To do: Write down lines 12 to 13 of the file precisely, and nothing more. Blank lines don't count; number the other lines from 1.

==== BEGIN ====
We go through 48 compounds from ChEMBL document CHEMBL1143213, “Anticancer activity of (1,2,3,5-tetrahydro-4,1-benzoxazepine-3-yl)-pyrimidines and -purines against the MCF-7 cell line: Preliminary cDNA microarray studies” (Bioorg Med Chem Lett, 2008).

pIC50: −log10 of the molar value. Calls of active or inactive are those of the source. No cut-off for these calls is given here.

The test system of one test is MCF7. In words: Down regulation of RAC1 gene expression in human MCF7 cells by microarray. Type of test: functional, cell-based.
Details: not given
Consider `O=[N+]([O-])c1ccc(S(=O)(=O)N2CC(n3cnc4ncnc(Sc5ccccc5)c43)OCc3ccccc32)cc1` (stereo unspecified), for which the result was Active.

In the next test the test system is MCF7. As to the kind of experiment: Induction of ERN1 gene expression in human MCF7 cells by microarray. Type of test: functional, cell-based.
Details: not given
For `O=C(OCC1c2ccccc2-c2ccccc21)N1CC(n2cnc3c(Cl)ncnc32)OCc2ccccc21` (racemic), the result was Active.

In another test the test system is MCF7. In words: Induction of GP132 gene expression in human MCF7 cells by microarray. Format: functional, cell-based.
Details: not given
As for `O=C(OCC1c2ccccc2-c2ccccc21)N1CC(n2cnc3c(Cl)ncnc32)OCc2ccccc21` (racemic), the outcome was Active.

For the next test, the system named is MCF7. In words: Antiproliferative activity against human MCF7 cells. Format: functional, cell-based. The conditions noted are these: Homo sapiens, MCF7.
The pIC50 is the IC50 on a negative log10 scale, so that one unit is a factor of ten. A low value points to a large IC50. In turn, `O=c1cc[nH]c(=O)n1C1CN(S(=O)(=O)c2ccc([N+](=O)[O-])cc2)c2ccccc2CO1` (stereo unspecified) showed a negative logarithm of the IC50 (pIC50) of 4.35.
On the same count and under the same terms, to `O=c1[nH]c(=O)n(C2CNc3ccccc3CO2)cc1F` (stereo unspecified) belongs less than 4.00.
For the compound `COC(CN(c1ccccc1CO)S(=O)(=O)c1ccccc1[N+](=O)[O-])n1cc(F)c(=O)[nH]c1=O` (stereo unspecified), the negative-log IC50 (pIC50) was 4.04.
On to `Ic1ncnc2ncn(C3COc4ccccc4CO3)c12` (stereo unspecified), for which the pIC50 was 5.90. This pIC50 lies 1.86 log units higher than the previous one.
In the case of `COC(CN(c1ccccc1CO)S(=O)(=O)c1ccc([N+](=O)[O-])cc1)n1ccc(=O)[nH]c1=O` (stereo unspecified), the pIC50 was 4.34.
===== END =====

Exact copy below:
For the next test, the system named is MCF7. In words: Antiproliferative activity against human MCF7 cells. Format: functional, cell-based. The conditions noted are these: Homo sapiens, MCF7.
The pIC50 is the IC50 on a negative log10 scale, so that one unit is a factor of ten. A low value points to a large IC50. In turn, `O=c1cc[nH]c(=O)n1C1CN(S(=O)(=O)c2ccc([N+](=O)[O-])cc2)c2ccccc2CO1` (stereo unspecified) showed a negative logarithm of the IC50 (pIC50) of 4.35.